I am not by nature an accomplished hostess nor do I even particularly enjoy the role. (Did I say that out loud?!) Only since Cheryl began writing her latest series have I even begun to think why that is. It didn't take long to figure it out: my expectations are always set way too high. As Cheryl states so clearly, "hospitality is not to impress, but to bless." I have been too busy trying to impress and it does not work. At all. Nada. Nope.
So it is true that when that hospitality gene fell from the tree, it didn't land on me. However, it did land on both my mother and my sister. They were often in cahoots together on matters of hospitality beginning with my sister's church youth group when she was a teen. (I was already off over the trail to college as I am nearly four years older than she.) They planned amazing weekly events with casserole suppers and delicious rolls and biscuits and delightful desserts. Everyone wanted to attend. It was a time of great growth for the youth group. Teens were coming from all over the place. Great things happened and continue to happen to this day as a result of those meetings all those years ago. That alone taught me that Hospitality is important.
Since I am unable to point to my own winning ways with hospitality, I'll share what I've observed watching my mother and sister in action followed by placing myself in the role of "one who can always serve even as a bad example."
First of all, my mother planned. She wrote lists. She pondered and considered the event well in advance. Then she began baking and cleaning in advance. Finally, she made sure that she was bathed, dressed, and ready for her guests in her own person. Have you ever arrived for an invitation only to find that the hostess is not there herself? I have. I may even have been that hostess. It's not a good feeling either way. Cheryl described this so well recently when she shared how her hosts all came out of the house to greet her family as they arrived. (I'd send John. ☺) So definitely leaving enough time for yourself before guests arrive is a very good thing.
Then there was the time my sister and I and her two daughters and my daughter and son had just arrived back at her home after church. We were going to do something that afternoon, probably of a crafting nature. My sister worked a full-time job as a maternity nurse plus a half-time job as a home-health nurse. Her home often reflected the fact that she was a very busy and exhausted woman. That day, there was clean laundry being sorted and folded on the living room furniture and piled all over the coffee table. A few laundry baskets were perched hither and yon.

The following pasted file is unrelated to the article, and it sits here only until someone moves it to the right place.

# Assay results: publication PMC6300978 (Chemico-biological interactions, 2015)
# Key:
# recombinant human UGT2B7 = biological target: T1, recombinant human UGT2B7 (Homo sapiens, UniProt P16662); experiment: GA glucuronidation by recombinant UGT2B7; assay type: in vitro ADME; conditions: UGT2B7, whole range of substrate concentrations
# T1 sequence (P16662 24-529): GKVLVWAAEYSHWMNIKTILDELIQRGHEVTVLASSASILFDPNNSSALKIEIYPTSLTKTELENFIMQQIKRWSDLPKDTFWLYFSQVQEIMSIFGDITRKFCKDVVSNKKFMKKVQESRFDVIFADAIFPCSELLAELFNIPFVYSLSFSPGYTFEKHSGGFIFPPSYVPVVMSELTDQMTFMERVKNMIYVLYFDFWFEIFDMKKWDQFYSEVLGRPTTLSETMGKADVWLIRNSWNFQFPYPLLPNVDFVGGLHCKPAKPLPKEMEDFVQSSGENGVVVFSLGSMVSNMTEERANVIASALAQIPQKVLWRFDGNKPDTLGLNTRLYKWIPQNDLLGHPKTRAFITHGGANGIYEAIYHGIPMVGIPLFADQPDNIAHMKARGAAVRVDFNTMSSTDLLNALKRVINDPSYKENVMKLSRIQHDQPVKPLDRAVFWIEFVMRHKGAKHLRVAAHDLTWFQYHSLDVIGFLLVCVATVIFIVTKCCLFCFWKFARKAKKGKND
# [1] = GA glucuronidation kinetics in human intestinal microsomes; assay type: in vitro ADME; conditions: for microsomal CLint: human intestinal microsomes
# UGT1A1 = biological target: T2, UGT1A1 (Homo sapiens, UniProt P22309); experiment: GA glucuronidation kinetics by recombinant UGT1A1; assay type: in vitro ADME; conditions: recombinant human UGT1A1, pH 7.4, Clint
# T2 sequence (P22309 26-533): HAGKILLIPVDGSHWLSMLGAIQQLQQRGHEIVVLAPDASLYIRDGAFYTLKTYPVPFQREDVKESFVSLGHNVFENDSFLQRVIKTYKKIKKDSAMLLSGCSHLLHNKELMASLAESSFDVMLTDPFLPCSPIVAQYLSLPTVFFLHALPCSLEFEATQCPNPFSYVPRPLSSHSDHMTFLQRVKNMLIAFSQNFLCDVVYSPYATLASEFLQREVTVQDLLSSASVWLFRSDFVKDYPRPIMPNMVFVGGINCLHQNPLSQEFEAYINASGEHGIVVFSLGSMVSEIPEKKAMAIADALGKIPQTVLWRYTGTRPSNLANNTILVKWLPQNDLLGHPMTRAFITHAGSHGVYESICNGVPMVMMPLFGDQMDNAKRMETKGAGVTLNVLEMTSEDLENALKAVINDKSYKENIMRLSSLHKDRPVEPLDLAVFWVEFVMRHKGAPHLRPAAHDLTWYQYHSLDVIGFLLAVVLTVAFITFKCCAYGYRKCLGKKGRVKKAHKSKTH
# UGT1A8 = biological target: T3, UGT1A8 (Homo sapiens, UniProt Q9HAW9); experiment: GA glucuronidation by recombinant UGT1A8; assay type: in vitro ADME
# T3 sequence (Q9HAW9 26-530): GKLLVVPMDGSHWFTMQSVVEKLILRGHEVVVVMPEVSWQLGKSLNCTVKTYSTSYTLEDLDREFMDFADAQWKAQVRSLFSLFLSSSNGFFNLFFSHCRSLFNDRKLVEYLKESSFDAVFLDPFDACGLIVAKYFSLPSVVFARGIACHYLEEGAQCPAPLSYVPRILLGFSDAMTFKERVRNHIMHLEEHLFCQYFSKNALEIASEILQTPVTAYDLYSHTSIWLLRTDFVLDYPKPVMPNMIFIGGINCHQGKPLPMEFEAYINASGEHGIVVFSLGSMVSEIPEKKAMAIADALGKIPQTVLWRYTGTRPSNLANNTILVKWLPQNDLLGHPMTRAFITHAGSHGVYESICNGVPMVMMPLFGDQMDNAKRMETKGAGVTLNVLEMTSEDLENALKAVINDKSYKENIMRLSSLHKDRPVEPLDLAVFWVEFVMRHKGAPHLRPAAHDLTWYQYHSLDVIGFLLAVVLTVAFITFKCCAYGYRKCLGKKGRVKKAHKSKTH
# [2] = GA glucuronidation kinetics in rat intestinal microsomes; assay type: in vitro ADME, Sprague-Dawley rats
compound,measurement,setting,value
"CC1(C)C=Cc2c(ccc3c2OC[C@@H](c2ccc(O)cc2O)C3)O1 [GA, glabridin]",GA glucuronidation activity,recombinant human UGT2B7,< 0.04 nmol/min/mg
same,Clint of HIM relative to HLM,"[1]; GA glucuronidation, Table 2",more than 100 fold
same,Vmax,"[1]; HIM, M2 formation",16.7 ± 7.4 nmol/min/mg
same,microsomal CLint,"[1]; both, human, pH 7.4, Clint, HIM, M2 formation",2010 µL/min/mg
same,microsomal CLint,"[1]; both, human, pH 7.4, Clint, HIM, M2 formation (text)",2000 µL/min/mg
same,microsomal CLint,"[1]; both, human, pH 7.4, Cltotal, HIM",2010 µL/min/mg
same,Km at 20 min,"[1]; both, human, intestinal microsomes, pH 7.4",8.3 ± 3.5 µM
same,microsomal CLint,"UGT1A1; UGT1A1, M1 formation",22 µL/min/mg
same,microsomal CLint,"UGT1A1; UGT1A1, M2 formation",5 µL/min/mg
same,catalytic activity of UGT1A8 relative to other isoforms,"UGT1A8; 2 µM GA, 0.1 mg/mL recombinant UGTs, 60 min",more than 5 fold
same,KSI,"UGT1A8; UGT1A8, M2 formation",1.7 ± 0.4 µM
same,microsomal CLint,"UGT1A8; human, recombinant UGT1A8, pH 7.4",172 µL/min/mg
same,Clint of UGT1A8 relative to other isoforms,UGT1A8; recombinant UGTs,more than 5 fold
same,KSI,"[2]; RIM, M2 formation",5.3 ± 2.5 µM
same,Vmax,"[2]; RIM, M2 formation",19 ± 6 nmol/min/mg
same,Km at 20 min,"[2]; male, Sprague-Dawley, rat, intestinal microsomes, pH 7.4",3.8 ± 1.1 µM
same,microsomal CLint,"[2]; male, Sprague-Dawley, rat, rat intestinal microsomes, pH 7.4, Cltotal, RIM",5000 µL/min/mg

We'd not been there for more than a few minutes when there was a knock on the door. Church friends had stopped by; they were a young couple with two little ones under four. My sister was delighted; I was appalled.
Sis set immediately to preparing lunch and what a scrumptious impromptu lunch it was, too. (I busied myself with setting folded clothes in baskets so the guests would have a place to sit down.) I still remember that Sis came into the living room carrying a tray of cheese and crackers, tea, fruit juice, cookies, a dish of salted almonds and set it right down on the coffee table along with folded facecloths and undies. If I hadn't been so mortified, I'd have broken down either crying or laughing hysterically. Probably the latter.
I ran into that couple last Christmas while out shopping and they mentioned that day as a favorite memory of theirs. Really? Hmmm... I should have asked why exactly, though I think I know. It was the fact that my sister was genuinely thrilled to have them in her home.
The truth about hospitality is that sometimes the unexpected happens. We can't totally prepare because we had not one clue that someone was going to drop in. (Personally, I do love those who call first.) Anyway, one of my best tips for that kind of hospitality is from Brenda at Coffee Tea Books and Me who has taught me to have a "hospitality pantry." In it are kept some cookies and some specialty items such as flavored teas and even some cappuccinos and hot chocolate. It has kept me from feeling totally unprepared even if you might find me with folded laundry on the dining table.
I am learning that genuine hospitality is a matter of the heart. Thanks, Cheryl, for all your hard work in putting together this series and this party. Please find more hospitality tips *here.*